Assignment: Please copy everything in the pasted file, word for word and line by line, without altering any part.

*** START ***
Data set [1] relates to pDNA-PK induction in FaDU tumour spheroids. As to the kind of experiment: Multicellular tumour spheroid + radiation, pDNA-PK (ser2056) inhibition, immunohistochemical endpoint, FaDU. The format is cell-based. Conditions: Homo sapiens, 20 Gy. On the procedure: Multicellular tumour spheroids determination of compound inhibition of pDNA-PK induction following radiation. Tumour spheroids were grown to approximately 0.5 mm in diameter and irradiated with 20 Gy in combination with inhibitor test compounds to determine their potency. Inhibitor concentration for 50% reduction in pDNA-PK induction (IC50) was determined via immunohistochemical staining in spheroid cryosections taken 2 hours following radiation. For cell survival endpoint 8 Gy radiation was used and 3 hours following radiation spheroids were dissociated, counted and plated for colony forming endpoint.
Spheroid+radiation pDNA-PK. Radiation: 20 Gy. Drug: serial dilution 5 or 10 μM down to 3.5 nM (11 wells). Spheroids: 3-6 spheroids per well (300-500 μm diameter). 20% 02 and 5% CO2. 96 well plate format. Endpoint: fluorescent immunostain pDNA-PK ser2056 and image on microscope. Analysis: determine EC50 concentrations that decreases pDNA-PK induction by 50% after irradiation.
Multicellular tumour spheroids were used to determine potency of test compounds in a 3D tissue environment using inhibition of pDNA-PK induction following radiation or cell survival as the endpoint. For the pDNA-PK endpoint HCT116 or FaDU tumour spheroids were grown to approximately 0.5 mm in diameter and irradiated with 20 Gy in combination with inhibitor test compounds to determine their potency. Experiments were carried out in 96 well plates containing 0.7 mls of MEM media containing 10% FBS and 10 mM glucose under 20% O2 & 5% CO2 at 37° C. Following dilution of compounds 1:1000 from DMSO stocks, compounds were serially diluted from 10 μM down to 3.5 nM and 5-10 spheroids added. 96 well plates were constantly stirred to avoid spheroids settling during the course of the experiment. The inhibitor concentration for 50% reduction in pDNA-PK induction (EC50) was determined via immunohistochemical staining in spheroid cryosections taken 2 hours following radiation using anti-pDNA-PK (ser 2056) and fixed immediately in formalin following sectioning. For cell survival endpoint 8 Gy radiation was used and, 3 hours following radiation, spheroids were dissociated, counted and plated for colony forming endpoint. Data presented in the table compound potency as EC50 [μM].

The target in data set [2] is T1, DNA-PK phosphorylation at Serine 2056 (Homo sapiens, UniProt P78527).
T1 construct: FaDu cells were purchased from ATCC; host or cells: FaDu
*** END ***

Data set [1] relates to pDNA-PK induction in FaDU tumour spheroids. As to the kind of experiment: Multicellular tumour spheroid + radiation, pDNA-PK (ser2056) inhibition, immunohistochemical endpoint, FaDU. The format is cell-based. Conditions: Homo sapiens, 20 Gy. On the procedure: Multicellular tumour spheroids determination of compound inhibition of pDNA-PK induction following radiation. Tumour spheroids were grown to approximately 0.5 mm in diameter and irradiated with 20 Gy in combination with inhibitor test compounds to determine their potency. Inhibitor concentration for 50% reduction in pDNA-PK induction (IC50) was determined via immunohistochemical staining in spheroid cryosections taken 2 hours following radiation. For cell survival endpoint 8 Gy radiation was used and 3 hours following radiation spheroids were dissociated, counted and plated for colony forming endpoint.
Spheroid+radiation pDNA-PK. Radiation: 20 Gy. Drug: serial dilution 5 or 10 μM down to 3.5 nM (11 wells). Spheroids: 3-6 spheroids per well (300-500 μm diameter). 20% 02 and 5% CO2. 96 well plate format. Endpoint: fluorescent immunostain pDNA-PK ser2056 and image on microscope. Analysis: determine EC50 concentrations that decreases pDNA-PK induction by 50% after irradiation.
Multicellular tumour spheroids were used to determine potency of test compounds in a 3D tissue environment using inhibition of pDNA-PK induction following radiation or cell survival as the endpoint. For the pDNA-PK endpoint HCT116 or FaDU tumour spheroids were grown to approximately 0.5 mm in diameter and irradiated with 20 Gy in combination with inhibitor test compounds to determine their potency. Experiments were carried out in 96 well plates containing 0.7 mls of MEM media containing 10% FBS and 10 mM glucose under 20% O2 & 5% CO2 at 37° C. Following dilution of compounds 1:1000 from DMSO stocks, compounds were serially diluted from 10 μM down to 3.5 nM and 5-10 spheroids added. 96 well plates were constantly stirred to avoid spheroids settling during the course of the experiment. The inhibitor concentration for 50% reduction in pDNA-PK induction (EC50) was determined via immunohistochemical staining in spheroid cryosections taken 2 hours following radiation using anti-pDNA-PK (ser 2056) and fixed immediately in formalin following sectioning. For cell survival endpoint 8 Gy radiation was used and, 3 hours following radiation, spheroids were dissociated, counted and plated for colony forming endpoint. Data presented in the table compound potency as EC50 [μM].

The target in data set [2] is T1, DNA-PK phosphorylation at Serine 2056 (Homo sapiens, UniProt P78527).
T1 construct: FaDu cells were purchased from ATCC; host or cells: FaDu